Grand Finale Brungerley parks touring art exhibition

09.00 First stop Clitheroe Market

Along with having a great chat to George from the pants and sock stall I bumped into a couple of dog walkers from Brungerley park

11.30 Brungerley Park it was great to get to show people their dog portrait postcards and get to have a final chat and wish people well.

Well we just had to have choice between Yorkshire and Lancashire tea and also a few Bottles of local fine ale ‘Hegless peg’ named after local legend Peg o nell.

Great to see so many familiar faces

2.30 Sainsburys


A couple of stops were added …one at the local craft store as someone saw the poster on the outside of the van so I welcomed them aboard for a private view.

And secondly I called in at my favourite new shop in Clitheroe


Lisa who runs the quirky shop is a very talented illustrated her and her cousin came aboard for a look at what I had been upto!

I have had such a wonderful time and met so many great people thankyou for making me welcome and sharing your many stories.

18.00 Homeward bound

Amy Pennington


Posted from London, England, United Kingdom.

Before I go

Before I left this wonderful park, people and project I needed to do a couple of things.

So many people of Brungerley park have spoke to me about the bottom path which runs alongside the rubble valley river. A few years back this path shut and has remained closed due to a land fall.

Just over the river is where the border of yorkshire and lancashire met. The boundaries changed years ago which has now resulted in many folk now being classed as lancashire men or women though their birth certificate says different.

Posted from London, England, United Kingdom.

Simon Entwistle the story of peg o nell

During my time at Brungerley park a few people told me about the old tale of peg o nell they also told me I should meet local man Simon Entwistle. Simon runs ghost tours of the area and is colourful character to meet you can find out more about him here… and perhaps even book a tour!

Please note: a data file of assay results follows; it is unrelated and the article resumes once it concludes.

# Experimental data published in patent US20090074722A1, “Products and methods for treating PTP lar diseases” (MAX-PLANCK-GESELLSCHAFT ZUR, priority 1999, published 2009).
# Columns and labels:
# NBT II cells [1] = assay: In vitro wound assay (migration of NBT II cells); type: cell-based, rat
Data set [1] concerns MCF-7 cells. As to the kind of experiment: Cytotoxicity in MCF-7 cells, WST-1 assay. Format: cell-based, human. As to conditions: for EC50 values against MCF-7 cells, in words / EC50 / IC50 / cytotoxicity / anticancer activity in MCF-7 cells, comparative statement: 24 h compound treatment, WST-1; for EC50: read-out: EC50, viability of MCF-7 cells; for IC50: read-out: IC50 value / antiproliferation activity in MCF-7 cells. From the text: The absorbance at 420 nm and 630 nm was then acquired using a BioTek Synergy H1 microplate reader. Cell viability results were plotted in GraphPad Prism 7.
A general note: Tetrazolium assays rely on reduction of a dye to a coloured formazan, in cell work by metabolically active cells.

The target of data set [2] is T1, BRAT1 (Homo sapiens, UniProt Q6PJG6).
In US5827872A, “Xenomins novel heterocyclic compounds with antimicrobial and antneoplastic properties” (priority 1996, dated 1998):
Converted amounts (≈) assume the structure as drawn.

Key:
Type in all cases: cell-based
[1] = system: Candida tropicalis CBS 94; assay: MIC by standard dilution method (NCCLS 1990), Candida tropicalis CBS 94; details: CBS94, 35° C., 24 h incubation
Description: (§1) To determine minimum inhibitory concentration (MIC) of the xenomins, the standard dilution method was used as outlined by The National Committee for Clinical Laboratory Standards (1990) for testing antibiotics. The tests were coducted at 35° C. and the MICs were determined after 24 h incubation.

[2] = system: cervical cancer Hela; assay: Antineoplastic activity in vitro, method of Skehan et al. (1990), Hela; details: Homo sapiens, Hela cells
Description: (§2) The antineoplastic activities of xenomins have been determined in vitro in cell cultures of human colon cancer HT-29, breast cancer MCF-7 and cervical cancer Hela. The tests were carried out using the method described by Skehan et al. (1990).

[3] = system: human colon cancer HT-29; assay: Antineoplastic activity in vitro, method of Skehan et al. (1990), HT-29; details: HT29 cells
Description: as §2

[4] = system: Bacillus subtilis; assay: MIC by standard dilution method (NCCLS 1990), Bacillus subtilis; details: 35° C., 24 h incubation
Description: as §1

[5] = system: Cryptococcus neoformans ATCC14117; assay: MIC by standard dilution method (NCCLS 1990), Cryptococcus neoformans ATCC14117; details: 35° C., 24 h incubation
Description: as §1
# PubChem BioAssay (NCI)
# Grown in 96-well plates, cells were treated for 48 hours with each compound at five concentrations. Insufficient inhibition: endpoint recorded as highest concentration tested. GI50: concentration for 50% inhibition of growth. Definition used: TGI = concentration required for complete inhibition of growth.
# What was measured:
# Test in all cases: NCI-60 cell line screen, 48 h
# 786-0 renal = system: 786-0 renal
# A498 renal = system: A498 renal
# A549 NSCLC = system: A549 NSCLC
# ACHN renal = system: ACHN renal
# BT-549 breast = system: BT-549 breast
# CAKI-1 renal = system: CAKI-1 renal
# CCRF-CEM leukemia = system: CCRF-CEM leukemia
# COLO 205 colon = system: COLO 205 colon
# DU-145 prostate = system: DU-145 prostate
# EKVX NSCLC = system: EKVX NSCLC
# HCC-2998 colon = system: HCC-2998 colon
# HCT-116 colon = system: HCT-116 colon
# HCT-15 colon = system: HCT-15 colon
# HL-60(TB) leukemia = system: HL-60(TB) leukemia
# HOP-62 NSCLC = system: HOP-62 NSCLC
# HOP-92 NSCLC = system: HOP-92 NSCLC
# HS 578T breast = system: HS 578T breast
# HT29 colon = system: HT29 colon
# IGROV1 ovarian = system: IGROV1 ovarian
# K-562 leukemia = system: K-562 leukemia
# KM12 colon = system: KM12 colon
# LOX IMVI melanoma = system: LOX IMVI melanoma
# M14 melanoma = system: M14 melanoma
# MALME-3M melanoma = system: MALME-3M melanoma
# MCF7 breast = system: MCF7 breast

Simon kindly offered to meet in the park and sat in the camper van with two warm cups of tea looking on to the river simon told me all about the goings on of Peg o nell.

Posted from London, England, United Kingdom.

Boggart’s goodbye

My last day in the park.

I met up with the 8am dog-walkers, and pootled around the park for the rest of the day – saying goodbye to ‘my regulars’(!), and hello to lots of new people.

I put up my Chicken poem at the Chicken coop,

And my scooter poem at the skate park.

Gary (owner of chickens) was chuffed with the poem, and in return for a copy of it, gave me 3  freshly laid eggs from his chickens!

I met a woman – Shirley Wells –  who is a crime novellist, who sets all her novels (10 of them!) in the local area.  So I went to the library and took out one of her books!  Then I told the librarians that I’d just met her in the park, and they said they’d try and get her into the library to do a talk!  Quite an unexpected occurrence.  Insider info: her dog, Dylan, is named after her main detective.  You heard it here first.

Tried to write the kids rhyme/story that I’ve had in my head for the last couple of weeks – ‘The Boggart of Stubbylee Park’, the start of which is:

The Boggart of Stubbylee Park,
Thinks it’s a bit of a lark,
To steal people’s things
Especially their rings
And say ‘Boo!’ awfully loud in the Dark.

He’s always thinking of food,
Or ways to be naughty or rude
If you give him an inch
Your butties he’ll pinch,
Then he’ll giggle out loud “I’m the dude!”

Though it’s mightily tricky to tell,
His home is down deep in the Dell.
There’s a bridge made of stone,
Where he lives all alone,
Creating a very bad smell.

He washes himself in the stream,
While planning a devilish scheme,
To be a bit sly,
and purloin a meat pie,
Which he’ll eat with stolen ice-cream.

It’s a work in progress. Might try and polish it up.  Maybe.  Or walk away…

So.  The plan now is to type up all the snatches of stories and put it together with my work and make a book.  December is the planned launch date… if you want to be notified – let me know.

I’ve absolutely loved my time in Stubbylee, andmeeting all the people and dogs!

I know I’ll be back.  Many times.

Till then… ta-ra.







Today was the final day